Making the grade

News and developments in the world of corrosion resistant alloys through the eyes of Corrotherm International

Product focus – The strengths of cobalt

30 June 2017


Continuing our series of articles exploring the chemical components that make up our popular superalloys, we explore the benefits and properties of cobalt.

Every element matters when it comes to manufacturing and producing superalloys that can perform under the most demanding of conditions. Each component part of an alloy is carefully and precisely included to give materials their desired properties. We’ve already looked at some of the better-known elements, such as nickel, chromium and molybdenum, so this time we turn our attention to cobalt.

Cobalt is a chemical element that is found in the Earth in its chemically combined form, but in its free element state, produced by reductive smelting, it is a silver-grey metal. Its primary use in within high-strength alloys, like some of the Grades that Corrotherm supplies.

Nickel+Cobalt compounds

Cobalt naturally occurs with nickel, which is why many of our grades will list Nickel+Cobalt as the primary component within an alloy’s makeup. The cobalt element of these alloys is there by nature rather than design, though it doesn’t have an impact on the stability or strength of the alloy by being present in small quantities.

One of the grades that has this Nickel+Cobalt element listed is INCONEL alloy 718, which offers good strength and resistance. It is used for components for liquid-fuelled rockets, rings, casings and various formed sheet metal parts for aircraft and land-based gas turbine engines, and cryogenic tankage.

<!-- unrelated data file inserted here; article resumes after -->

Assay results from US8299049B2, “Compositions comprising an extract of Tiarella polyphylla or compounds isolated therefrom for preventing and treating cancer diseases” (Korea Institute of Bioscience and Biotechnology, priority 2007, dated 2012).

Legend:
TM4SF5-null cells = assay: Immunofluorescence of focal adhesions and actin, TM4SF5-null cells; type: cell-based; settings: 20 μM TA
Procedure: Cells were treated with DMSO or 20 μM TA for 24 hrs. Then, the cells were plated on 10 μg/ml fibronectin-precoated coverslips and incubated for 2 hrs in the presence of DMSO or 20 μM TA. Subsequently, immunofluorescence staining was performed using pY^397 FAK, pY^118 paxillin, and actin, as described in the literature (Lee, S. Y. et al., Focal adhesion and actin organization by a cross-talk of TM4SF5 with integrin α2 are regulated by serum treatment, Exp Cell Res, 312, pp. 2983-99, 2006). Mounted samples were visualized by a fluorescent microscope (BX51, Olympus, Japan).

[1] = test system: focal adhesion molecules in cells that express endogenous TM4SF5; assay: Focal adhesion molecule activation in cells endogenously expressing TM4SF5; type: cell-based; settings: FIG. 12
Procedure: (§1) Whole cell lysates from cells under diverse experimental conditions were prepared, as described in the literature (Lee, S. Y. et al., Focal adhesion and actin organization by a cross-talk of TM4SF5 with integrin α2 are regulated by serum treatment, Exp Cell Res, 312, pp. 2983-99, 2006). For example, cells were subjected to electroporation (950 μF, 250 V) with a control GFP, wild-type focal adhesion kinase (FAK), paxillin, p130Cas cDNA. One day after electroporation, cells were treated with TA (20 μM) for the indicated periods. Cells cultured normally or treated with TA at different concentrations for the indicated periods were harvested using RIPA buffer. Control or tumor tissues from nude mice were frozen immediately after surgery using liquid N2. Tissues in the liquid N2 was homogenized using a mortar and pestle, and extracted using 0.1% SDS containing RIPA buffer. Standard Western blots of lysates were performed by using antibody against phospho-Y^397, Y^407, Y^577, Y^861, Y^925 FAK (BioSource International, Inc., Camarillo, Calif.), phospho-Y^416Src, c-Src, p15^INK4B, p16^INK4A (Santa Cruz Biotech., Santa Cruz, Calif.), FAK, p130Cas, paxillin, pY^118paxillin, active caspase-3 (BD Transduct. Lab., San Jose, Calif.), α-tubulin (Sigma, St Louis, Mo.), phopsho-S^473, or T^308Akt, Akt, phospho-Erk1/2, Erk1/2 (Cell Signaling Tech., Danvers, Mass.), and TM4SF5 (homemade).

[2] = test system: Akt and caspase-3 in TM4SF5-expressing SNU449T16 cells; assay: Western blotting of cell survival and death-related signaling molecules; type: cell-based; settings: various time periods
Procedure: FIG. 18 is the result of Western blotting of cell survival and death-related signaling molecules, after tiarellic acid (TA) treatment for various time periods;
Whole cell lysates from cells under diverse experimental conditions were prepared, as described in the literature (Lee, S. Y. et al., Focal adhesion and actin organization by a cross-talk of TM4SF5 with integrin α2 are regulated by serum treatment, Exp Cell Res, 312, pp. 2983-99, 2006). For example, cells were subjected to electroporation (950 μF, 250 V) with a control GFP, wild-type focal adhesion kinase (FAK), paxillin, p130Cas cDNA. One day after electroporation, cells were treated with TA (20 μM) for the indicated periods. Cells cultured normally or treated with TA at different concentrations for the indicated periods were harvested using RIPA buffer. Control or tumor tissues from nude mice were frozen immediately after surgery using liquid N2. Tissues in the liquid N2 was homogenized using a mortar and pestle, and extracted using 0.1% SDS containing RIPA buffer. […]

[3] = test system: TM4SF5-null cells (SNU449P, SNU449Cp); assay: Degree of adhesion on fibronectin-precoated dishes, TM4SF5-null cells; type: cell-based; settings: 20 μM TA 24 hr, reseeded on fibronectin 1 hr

These alloys are carefully manufactured to keep the cobalt within a set limit to retain the perfect balance of the alloy’s composition and its properties. For example, the aforementioned INCONEL alloy 718 limits its cobalt level to a maximum of 1%. Similarly, the popular alloys INCONEL alloy 625 and INCONEL alloy X-750 both have a limit of 1%. Most of the limits within these technically advanced alloys are very low, although INCONEL alloy C276 limits cobalt to a slightly higher 2.5%.

These are maximum limits, and there are no lower limits. The inclusion of cobalt does not affect the overall alloy’s performance in these cases.

Cobalt-containing alloys

While cobalt is not generally added deliberately to an alloy, there are some grades that do actively benefit from its inclusion. Cobalt can be employed within alloys because it remains stable at high temperatures and therefore has uses within the aerospace industry, for example. It also offers corrosion resistance and a hardness that withstands wear. Other popular applications for cobalt-containing alloys include jet engines, chemical processing, gas turbines, refineries and more.

For example, INCONEL alloy 617, cobalt works in conjunction with nickel, chromium and molybdenum to produce a material that has high-temperature corrosion resistance, and increased strength and stability in these hot conditions. The alloy is used widely in as turbine hot gas paths as combustion cans, ducting and liners, as well as for components of power-generating plants. The cobalt element is added, along with the molybdenum, to impart solid-solution strengthening.

To find out more about the alloys that Corrotherm supplies, please contact our Sales team.

Published in Corrotherm News